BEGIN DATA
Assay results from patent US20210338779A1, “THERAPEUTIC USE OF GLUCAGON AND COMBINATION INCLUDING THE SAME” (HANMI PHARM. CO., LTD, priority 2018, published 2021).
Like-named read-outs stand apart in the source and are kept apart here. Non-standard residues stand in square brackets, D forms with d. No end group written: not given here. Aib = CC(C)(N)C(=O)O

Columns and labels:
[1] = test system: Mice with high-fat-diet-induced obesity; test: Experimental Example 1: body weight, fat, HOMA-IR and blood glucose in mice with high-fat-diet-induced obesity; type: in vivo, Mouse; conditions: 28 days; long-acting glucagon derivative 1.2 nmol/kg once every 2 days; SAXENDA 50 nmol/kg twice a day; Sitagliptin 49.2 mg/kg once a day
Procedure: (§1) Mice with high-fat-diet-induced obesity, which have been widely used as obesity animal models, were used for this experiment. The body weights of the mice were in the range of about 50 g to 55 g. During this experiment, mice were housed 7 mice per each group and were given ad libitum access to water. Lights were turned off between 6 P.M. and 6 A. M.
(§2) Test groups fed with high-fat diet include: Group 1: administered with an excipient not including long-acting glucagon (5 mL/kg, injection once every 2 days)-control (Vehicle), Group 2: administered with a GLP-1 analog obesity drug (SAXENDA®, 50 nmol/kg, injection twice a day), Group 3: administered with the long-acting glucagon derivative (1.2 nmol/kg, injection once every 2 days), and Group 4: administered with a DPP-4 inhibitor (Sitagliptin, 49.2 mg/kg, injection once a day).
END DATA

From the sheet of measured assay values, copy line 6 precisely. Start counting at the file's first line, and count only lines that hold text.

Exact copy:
(§2) Test groups fed with high-fat diet include: Group 1: administered with an excipient not including long-acting glucagon (5 mL/kg, injection once every 2 days)-control (Vehicle), Group 2: administered with a GLP-1 analog obesity drug (SAXENDA®, 50 nmol/kg, injection twice a day), Group 3: administered with the long-acting glucagon derivative (1.2 nmol/kg, injection once every 2 days), and Group 4: administered with a DPP-4 inhibitor (Sitagliptin, 49.2 mg/kg, injection once a day).